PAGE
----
Despite the green fields, sometimes decked with light snow, we get the impression throughout that the U.S. troops are crossing the valley of the shadow of death, and there is indeed evil to fear, because anything from a landmine to a brush-covered sniper can flip someone’s life switch in a matter of seconds. In the dark but meaningful opening scene, we get a very good sense of just how fragile life can be.

The film’s opening scene goes from ominous to gory to utterly bleak as someone we can’t see approaches on horseback, only to be stabbed through the eye, the blade presumably sinking deep into the skull, and dying instantly. The guy who did the stabbing is played by Brad Pitt, and he is in charge of a band of brothers during the Second World War who want to kill as many Nazis as they can as fast as they can so that they can go home and forget about all the people they killed. It is a vicious circle from which they can’t escape.

That opener, in which we are utterly unsure at first whether to cheer for the stabber or feel bad for the stabbee, shows this violence between individuals we don’t know, and who in all likelihood don’t know each other. It is a kind of violence of which this film is powerful but ultimately a pale representation of the large-scale moral carnage that occurs during wartime.

The main meat of the story does not involve the five soldiers as much as it focuses on the very quick growing up the newest addition to the group, Norman Ellison (Logan Lerman), has to do not. Not only does he have to stand his man and fit in but also survive in this environment of threats that are as constant as they are imminent.

Besides Pitt’s Sergeant Collier, the others in the group are as varied as one can expect: There is the silent, serious and very subdued Boyd “Bible” Swan (Shia LaBeouf), who cites Scripture when need be, and these guys need it very often; the hedonist Grady “Coon-Ass” Travis (Jon Bernthal) who has clearly been fighting too long; and the Spanish-speaking Trini “Gordo” García (Michael Peña).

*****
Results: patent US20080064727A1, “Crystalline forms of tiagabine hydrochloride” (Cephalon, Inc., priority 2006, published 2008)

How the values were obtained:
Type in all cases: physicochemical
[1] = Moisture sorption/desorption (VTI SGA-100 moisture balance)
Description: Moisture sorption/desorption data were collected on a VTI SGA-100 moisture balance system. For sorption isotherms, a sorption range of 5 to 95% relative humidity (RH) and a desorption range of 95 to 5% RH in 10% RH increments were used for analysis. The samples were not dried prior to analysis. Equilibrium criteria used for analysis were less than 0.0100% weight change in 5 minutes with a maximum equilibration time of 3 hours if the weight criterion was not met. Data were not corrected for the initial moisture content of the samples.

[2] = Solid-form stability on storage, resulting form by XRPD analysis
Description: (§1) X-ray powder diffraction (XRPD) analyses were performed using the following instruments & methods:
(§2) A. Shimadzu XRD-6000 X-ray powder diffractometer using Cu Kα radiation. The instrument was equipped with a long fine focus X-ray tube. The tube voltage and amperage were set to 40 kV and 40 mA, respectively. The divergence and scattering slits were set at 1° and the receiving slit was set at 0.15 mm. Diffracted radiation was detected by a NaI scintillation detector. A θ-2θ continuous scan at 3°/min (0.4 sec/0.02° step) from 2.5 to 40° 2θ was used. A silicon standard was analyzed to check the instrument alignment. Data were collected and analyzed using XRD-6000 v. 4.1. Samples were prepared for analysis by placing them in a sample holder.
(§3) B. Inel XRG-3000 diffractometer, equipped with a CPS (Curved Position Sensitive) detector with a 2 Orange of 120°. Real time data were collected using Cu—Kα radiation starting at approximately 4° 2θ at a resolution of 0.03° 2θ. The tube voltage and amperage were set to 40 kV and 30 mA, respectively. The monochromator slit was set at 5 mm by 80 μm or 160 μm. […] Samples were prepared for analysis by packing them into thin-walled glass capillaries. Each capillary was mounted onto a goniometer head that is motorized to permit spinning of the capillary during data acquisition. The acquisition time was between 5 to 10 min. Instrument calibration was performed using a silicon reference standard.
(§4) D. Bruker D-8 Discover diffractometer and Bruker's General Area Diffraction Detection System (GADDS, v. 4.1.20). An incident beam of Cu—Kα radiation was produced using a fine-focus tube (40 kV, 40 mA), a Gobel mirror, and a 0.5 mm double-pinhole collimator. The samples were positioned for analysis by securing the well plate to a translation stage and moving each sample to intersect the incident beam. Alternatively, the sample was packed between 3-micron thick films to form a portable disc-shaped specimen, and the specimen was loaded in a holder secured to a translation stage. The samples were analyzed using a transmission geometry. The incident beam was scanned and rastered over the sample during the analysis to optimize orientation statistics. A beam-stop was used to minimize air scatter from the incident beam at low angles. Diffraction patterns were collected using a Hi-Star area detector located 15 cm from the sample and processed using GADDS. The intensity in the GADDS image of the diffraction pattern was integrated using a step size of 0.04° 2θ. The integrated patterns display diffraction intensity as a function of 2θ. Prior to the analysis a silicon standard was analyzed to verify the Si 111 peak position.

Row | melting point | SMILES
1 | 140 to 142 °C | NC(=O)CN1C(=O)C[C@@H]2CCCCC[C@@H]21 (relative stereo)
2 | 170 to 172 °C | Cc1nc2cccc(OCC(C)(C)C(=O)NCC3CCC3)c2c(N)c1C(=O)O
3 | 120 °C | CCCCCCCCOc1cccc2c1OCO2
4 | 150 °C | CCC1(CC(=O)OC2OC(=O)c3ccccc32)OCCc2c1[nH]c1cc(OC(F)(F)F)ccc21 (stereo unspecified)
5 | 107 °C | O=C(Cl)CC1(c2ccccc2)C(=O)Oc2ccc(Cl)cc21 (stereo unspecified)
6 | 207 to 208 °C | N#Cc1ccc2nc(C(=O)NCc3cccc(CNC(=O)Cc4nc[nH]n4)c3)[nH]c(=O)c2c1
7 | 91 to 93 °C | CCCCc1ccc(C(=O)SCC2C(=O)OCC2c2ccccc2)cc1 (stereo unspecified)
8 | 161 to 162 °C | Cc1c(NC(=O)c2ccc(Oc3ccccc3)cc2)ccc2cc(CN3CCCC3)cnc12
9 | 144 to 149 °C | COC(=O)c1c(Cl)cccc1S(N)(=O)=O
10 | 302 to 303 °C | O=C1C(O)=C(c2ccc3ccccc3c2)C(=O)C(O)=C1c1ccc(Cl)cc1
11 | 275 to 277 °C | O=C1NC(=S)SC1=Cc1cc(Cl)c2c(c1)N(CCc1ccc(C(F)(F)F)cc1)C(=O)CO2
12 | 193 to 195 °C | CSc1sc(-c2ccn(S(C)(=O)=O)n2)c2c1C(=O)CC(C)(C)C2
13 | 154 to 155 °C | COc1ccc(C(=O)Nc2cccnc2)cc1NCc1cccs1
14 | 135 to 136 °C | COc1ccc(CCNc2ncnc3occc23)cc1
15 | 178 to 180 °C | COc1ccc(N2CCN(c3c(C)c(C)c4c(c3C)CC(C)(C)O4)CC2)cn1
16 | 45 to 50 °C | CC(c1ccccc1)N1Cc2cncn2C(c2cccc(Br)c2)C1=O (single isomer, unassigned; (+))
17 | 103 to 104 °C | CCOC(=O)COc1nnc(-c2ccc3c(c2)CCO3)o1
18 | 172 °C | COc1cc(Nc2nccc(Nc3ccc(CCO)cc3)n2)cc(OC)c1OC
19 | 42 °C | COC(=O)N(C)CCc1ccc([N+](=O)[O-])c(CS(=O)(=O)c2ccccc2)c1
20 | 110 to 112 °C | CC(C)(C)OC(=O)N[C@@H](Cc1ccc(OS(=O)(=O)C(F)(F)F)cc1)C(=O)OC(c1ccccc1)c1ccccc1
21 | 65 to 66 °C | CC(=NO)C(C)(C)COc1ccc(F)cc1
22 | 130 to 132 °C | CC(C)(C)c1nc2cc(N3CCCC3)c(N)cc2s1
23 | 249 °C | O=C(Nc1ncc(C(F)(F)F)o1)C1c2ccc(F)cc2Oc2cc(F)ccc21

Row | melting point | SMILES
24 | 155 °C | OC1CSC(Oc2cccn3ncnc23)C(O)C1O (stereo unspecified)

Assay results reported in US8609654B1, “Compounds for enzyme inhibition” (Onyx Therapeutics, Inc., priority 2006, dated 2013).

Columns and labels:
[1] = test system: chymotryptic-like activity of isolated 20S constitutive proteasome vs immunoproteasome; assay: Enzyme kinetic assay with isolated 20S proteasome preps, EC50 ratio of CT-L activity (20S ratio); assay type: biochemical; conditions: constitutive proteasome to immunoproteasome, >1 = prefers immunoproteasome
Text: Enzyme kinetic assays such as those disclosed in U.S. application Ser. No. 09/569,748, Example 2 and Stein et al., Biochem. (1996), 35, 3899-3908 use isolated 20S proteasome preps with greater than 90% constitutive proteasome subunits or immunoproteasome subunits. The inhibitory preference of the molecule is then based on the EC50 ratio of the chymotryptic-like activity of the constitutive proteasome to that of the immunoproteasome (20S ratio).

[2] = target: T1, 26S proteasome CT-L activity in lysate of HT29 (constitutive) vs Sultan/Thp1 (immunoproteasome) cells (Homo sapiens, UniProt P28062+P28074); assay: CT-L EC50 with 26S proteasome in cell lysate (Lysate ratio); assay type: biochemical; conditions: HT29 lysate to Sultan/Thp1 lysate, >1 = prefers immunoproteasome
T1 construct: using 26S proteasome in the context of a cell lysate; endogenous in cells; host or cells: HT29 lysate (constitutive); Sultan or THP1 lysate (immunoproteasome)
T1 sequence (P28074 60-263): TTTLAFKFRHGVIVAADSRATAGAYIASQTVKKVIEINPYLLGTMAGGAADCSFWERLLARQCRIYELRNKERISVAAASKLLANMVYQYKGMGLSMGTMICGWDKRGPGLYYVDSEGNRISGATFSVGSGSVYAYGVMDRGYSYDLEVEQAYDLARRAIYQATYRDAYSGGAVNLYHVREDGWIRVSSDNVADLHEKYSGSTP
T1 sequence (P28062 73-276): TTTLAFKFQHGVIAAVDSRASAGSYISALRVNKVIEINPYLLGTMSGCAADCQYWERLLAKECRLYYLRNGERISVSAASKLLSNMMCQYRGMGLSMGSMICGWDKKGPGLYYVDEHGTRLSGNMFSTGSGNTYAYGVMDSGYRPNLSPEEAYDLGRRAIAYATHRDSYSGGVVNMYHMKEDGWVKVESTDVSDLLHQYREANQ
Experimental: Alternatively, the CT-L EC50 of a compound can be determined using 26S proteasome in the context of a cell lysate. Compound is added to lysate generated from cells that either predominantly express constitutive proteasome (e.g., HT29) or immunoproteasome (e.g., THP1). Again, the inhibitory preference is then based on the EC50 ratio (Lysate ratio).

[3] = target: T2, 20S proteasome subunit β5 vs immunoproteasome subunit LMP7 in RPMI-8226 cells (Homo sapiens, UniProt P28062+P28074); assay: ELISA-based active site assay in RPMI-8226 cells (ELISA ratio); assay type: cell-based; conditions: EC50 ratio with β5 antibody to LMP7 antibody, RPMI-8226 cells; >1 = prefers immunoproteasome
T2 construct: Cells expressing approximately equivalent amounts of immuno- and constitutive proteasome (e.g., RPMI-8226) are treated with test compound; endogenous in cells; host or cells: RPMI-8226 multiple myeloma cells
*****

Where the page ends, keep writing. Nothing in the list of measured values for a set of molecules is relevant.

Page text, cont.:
Ellison goes through the predictable trajectory from refusing to shoot anyone (before his transfer to the battlefield, he used to be a clerk, and he prides himself on typing 60 words per minute) to shooting like his life depended on it, and often it does, earning him the nom de guerre “[killing] Machine”.

But it is not all moonlight and roses, and Ayer takes pains to point out the moral minefield these characters have to navigate as they commit atrocious acts so that good may triumph in the end. At one point, we realise even Sergeant Collier might not be above taking an innocent German girl by force if given half a chance.

Because of his age, his lack of experience and his much less violent worldview, Ellison does not seem to fit in with these men, and neither does the audience, but over time we get to see the humanity in each of the characters, albeit often buried beneath a layer of denial for the sake of survival.

The film itself is an odd creature: While the characters get a somber dose of humanity and texture, the story is aimless, and there is no clear goal. We know the war is winding down, but by the end of the film, we are still stuck somewhere in the German countryside with only tiny triumphs and defeats having been racked up along the way, including an unforgettable scene that involves the Nazis’ feared Tiger tank.

The acting is superb, and it is particularly inspiring to see the greatness that lies within LaBeouf when he represses his emotions. But despite its historical accuracy, the “tracers” that light up one battle scene are more reminiscent of a Star Wars battle, complete with what looks like green and red lasers on the battlefield, than a 1945 shoot-out in the real world. Ayer should have found another way to make this scene palatable to an audience not at all used to such visuals in a realistic setting.

While the story may be thin, we leave the cinema utterly drained because of an overwhelming feeling of exhaustion and a realisation that even the good guys do terrible things so that their side can win. Soldiers are human, and in situations as primal as warfare, they are reduced to their most basic instincts, and for all the honour and glory we bestow on them when they return home, many of us probably would not want to know what they did so that the rest of us may carry on.